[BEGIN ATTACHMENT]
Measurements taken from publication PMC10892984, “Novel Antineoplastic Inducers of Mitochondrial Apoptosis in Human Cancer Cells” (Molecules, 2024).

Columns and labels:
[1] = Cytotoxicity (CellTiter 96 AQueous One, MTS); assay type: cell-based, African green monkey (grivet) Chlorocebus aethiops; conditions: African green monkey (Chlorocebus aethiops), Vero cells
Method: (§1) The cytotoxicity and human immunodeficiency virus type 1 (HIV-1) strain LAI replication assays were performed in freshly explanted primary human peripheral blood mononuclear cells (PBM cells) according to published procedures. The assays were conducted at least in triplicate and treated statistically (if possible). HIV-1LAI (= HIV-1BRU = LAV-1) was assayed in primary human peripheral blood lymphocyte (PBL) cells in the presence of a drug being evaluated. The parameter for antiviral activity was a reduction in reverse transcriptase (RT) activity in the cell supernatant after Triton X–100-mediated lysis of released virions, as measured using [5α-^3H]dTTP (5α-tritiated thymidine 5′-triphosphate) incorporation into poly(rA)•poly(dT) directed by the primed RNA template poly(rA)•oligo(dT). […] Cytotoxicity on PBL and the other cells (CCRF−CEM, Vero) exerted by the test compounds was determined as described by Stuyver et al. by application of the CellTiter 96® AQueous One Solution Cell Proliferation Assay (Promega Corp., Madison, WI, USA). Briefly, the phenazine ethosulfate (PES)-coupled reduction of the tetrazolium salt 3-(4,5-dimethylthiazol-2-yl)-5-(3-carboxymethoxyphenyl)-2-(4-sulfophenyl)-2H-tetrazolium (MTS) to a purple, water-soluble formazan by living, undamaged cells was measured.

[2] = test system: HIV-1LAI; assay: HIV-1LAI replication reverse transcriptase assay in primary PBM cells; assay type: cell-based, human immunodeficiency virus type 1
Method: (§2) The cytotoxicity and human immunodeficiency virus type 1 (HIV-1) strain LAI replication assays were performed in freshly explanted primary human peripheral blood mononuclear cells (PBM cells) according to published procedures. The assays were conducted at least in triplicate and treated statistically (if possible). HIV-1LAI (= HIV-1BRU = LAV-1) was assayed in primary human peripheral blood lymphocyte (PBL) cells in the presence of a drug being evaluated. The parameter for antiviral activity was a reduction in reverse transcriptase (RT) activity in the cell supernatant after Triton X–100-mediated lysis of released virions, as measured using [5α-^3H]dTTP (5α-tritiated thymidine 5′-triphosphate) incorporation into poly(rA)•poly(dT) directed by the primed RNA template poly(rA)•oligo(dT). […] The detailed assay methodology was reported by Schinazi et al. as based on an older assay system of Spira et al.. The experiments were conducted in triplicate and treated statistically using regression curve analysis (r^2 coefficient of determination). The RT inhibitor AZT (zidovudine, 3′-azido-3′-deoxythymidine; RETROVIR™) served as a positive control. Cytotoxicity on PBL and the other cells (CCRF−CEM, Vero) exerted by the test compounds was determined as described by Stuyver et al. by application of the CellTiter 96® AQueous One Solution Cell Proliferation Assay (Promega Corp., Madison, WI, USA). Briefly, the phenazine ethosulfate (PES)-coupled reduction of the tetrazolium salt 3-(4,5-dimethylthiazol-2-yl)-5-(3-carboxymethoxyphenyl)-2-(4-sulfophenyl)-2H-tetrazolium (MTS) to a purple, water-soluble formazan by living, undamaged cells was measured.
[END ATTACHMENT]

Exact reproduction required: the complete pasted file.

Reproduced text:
Measurements taken from publication PMC10892984, “Novel Antineoplastic Inducers of Mitochondrial Apoptosis in Human Cancer Cells” (Molecules, 2024).

Columns and labels:
[1] = Cytotoxicity (CellTiter 96 AQueous One, MTS); assay type: cell-based, African green monkey (grivet) Chlorocebus aethiops; conditions: African green monkey (Chlorocebus aethiops), Vero cells
Method: (§1) The cytotoxicity and human immunodeficiency virus type 1 (HIV-1) strain LAI replication assays were performed in freshly explanted primary human peripheral blood mononuclear cells (PBM cells) according to published procedures. The assays were conducted at least in triplicate and treated statistically (if possible). HIV-1LAI (= HIV-1BRU = LAV-1) was assayed in primary human peripheral blood lymphocyte (PBL) cells in the presence of a drug being evaluated. The parameter for antiviral activity was a reduction in reverse transcriptase (RT) activity in the cell supernatant after Triton X–100-mediated lysis of released virions, as measured using [5α-^3H]dTTP (5α-tritiated thymidine 5′-triphosphate) incorporation into poly(rA)•poly(dT) directed by the primed RNA template poly(rA)•oligo(dT). […] Cytotoxicity on PBL and the other cells (CCRF−CEM, Vero) exerted by the test compounds was determined as described by Stuyver et al. by application of the CellTiter 96® AQueous One Solution Cell Proliferation Assay (Promega Corp., Madison, WI, USA). Briefly, the phenazine ethosulfate (PES)-coupled reduction of the tetrazolium salt 3-(4,5-dimethylthiazol-2-yl)-5-(3-carboxymethoxyphenyl)-2-(4-sulfophenyl)-2H-tetrazolium (MTS) to a purple, water-soluble formazan by living, undamaged cells was measured.

[2] = test system: HIV-1LAI; assay: HIV-1LAI replication reverse transcriptase assay in primary PBM cells; assay type: cell-based, human immunodeficiency virus type 1
Method: (§2) The cytotoxicity and human immunodeficiency virus type 1 (HIV-1) strain LAI replication assays were performed in freshly explanted primary human peripheral blood mononuclear cells (PBM cells) according to published procedures. The assays were conducted at least in triplicate and treated statistically (if possible). HIV-1LAI (= HIV-1BRU = LAV-1) was assayed in primary human peripheral blood lymphocyte (PBL) cells in the presence of a drug being evaluated. The parameter for antiviral activity was a reduction in reverse transcriptase (RT) activity in the cell supernatant after Triton X–100-mediated lysis of released virions, as measured using [5α-^3H]dTTP (5α-tritiated thymidine 5′-triphosphate) incorporation into poly(rA)•poly(dT) directed by the primed RNA template poly(rA)•oligo(dT). […] The detailed assay methodology was reported by Schinazi et al. as based on an older assay system of Spira et al.. The experiments were conducted in triplicate and treated statistically using regression curve analysis (r^2 coefficient of determination). The RT inhibitor AZT (zidovudine, 3′-azido-3′-deoxythymidine; RETROVIR™) served as a positive control. Cytotoxicity on PBL and the other cells (CCRF−CEM, Vero) exerted by the test compounds was determined as described by Stuyver et al. by application of the CellTiter 96® AQueous One Solution Cell Proliferation Assay (Promega Corp., Madison, WI, USA). Briefly, the phenazine ethosulfate (PES)-coupled reduction of the tetrazolium salt 3-(4,5-dimethylthiazol-2-yl)-5-(3-carboxymethoxyphenyl)-2-(4-sulfophenyl)-2H-tetrazolium (MTS) to a purple, water-soluble formazan by living, undamaged cells was measured.